“You always mess up.”
“Seriously, what is wrong with you?”
“See how much better everyone else handles things, you’re just ruining the mood in the house.”
“You are a failure.”
Automatic Negative Thoughts were taking over my mind
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My journey with postpartum anxiety (PPA)
For 3 months, I’ve struggled with postpartum anxiety and it manifested in a way that most don’t think. When most people think of anxiety, they imaging someone shaking on the floor, maybe rocking back and forth, or appearing really manic. Trust me, I had my moments like that these past few months. But what I had more of were these negative, racing thoughts. For months, my entire family would walk on eggshells around me, afraid to tip me off, say the wrong thing, or just rub me the wrong way. I spend more moments than I even can count crying… in the bathroom, on the kitchen floor, and mostly in bed in the middle of the night.
When I had my first daughter 2 years ago, I went through a similar experience, but not quite as severe. I went to my doctor to let her know I felt ‘off’ and she quickly dismissed it as baby blues and sent me on my way. “But you seem happy right now! Most women I see are really sad all the time, I’m sure it’s a phase.” I left the office feeling silly and that I was overreacting, and vowed to keep my ‘crazy’ feelings and emotions to myself. I mean, other moms seem to be handling motherhood just fine, so I need to just figure it out and get it done, right?
After having my son, these same feelings reappeared and I knew this time it was much more than baby blues, and I refused to have someone tell me that I was just ‘fine’.
Asking for help does not make you a bad mom
Your feelings are real, your mental health matters, and asking for help does not make you a bad mom. Mental health is such a touchy topic in our country and, as women, we are told by society that we should be able to handle everything life throws at us, all while looking impeccable and making Pinterest worthy meals each night for our families.
As a mom, when we feel that we are doing something inadequately, we want to hide it. We want to pretend we are fine, that everything is perfect and that we are ‘supermom.’ We do this for a few reasons.
We need to take the time to get better
First, we don’t want to ‘take the time’ to get better. Postpartum anxiety (or any anxiety for that matter) doesn’t just get ‘fixed’ overnight. I’ve been going to therapy for the past few months and continue to plan to as long as it helps me. And it takes time. Time to get a babysitter. Time to leave the kids for the appointment. Time to implement the strategies. Time to work on my issues. Time. Time we so often give to our families because we are told that moms need to ‘put everything else first’.
We don’t need to hide our emotions
Second, we often have the fear of being judged. This fear is one of the biggest fears that most moms have. We are so afraid of messing up and someone finding out that we’d rather hide our thoughts and emotions, than have someone think we aren’t a good mom.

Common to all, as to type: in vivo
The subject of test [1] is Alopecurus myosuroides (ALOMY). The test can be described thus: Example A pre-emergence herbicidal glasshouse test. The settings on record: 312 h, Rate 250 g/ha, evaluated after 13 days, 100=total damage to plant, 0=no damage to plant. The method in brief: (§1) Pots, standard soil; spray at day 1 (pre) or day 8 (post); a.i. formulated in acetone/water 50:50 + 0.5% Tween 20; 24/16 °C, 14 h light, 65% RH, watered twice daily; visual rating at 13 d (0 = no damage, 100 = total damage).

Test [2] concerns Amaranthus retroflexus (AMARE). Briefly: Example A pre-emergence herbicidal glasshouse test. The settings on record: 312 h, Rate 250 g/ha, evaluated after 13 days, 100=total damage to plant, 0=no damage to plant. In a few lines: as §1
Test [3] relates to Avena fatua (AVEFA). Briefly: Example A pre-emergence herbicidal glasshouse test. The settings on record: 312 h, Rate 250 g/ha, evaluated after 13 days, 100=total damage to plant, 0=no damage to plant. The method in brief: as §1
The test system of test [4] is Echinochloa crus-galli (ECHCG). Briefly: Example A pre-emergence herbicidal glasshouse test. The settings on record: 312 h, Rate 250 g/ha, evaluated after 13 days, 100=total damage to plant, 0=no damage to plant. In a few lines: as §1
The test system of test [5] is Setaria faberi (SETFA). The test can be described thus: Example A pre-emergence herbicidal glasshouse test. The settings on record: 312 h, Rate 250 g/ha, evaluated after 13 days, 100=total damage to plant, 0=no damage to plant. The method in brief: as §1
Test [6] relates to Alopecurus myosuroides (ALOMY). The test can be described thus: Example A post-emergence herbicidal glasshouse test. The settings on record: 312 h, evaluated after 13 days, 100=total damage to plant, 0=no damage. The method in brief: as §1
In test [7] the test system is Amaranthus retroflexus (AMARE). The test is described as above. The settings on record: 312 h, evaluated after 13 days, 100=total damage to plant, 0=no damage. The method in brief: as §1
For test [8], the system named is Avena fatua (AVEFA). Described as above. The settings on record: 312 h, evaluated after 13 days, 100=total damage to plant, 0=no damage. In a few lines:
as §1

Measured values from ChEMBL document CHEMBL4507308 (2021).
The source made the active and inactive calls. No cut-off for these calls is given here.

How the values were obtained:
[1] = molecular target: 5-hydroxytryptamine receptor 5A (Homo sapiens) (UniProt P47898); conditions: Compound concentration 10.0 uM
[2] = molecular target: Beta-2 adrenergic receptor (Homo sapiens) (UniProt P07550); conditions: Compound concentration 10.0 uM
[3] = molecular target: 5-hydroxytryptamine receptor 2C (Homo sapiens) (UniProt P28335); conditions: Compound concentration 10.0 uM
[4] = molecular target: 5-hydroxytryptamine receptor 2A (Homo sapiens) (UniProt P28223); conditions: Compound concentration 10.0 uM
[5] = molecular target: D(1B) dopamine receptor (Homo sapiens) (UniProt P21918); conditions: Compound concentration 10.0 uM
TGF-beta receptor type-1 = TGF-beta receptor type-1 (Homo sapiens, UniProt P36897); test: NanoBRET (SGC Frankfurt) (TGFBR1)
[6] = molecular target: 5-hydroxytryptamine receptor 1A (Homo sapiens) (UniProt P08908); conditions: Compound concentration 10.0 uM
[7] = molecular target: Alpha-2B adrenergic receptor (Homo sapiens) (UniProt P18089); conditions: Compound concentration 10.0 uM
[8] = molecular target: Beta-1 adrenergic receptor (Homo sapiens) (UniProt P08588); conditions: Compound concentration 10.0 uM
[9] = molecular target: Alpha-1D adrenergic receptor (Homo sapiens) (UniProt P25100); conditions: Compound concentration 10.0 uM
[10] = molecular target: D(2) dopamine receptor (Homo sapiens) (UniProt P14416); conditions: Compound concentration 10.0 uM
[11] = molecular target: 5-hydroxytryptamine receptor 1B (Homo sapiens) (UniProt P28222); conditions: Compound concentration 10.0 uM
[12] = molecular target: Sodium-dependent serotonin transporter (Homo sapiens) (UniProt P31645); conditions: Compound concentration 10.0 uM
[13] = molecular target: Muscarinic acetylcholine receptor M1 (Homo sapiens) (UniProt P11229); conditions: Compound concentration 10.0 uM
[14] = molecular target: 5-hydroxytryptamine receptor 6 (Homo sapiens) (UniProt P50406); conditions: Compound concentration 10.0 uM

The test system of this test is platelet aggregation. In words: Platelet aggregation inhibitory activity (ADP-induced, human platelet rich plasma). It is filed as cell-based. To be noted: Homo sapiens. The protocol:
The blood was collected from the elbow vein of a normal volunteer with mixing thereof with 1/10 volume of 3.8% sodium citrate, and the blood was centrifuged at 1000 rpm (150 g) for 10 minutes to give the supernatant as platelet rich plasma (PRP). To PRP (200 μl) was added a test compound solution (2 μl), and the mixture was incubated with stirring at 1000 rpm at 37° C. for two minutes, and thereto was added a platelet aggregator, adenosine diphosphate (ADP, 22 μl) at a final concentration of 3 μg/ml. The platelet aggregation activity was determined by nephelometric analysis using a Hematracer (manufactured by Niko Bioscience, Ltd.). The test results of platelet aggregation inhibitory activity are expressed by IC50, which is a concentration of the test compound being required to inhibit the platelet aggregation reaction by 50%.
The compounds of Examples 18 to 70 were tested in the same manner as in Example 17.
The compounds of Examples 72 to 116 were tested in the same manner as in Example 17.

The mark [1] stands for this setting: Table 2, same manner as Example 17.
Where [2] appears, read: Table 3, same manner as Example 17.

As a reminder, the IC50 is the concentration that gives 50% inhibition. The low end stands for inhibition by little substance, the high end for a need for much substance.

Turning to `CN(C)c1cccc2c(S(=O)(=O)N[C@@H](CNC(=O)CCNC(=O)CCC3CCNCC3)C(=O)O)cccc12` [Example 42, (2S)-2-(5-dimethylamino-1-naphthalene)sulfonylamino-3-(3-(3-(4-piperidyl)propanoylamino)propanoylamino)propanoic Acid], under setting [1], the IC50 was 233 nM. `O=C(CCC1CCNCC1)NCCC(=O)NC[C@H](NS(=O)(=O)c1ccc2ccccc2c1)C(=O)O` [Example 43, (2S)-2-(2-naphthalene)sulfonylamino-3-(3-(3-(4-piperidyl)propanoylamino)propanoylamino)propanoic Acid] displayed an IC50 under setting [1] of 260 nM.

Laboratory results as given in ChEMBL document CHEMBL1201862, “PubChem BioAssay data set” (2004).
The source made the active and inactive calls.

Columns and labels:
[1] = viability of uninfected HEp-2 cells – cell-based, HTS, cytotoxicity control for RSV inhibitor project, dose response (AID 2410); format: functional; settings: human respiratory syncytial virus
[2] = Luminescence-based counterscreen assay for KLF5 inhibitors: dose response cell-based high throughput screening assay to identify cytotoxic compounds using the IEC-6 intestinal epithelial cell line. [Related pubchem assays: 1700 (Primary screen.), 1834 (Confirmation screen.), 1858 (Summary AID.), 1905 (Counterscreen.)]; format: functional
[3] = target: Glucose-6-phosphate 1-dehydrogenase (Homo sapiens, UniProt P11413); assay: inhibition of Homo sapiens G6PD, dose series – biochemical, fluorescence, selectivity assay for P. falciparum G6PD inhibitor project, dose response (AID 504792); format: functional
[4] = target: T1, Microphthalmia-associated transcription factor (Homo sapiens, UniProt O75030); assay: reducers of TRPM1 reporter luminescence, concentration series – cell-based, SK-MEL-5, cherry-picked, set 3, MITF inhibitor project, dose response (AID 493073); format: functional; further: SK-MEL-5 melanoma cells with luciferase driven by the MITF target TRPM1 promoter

So instead of dealing with our issues in a way that is best for ourselves and our families, we hide them. We pretend we’re okay and that we can do it all.
Well mama… can I give you permission to not be perfect? Can I give you permission to take the time for YOU?
Mama, reach out for help if you need it
If you’re going through a situation where something feels ‘off’ and you’re not yourself, don’t just sweep it under the rug and hope it’s just a moody day. If it’s a persistent feeling that you can’t shake, if you are having anxiety attacks, if your self worth is taking too big of a hit… go get help.
Talk to your doctor, find a good therapist, and learn some techniques to help you feel better. There is nothing selfish about self care. Nothing wrong with saying that words “I need help” and nothing wrong with deciding you are worth the time to feel good.You are not alone, and there is a tribe of other moms out there that have your back!
Share this post to help other mothers know that they are not alone, and that they can feel better soon.
Author Bio: Cara Harvey is a wife, mom to a 11 year old stepson, 2 year old daughter, 5 month old boy, and a woman of God. Growing up, she struggled to believe in herself and her own self worth and lived most of her life trying to please others with no real focus. She dove into her career as a teacher, where she worked with students with disabilities for 8 years before realizing that God was calling her for a purpose that allowed her to help others while taking care of herself. She currently works as a virtual lifestyle, mindset, and success coach and her mission is to provide woman with the tools, resources, and community to reach their goals, empower themselves, find their happiness and live a life by design.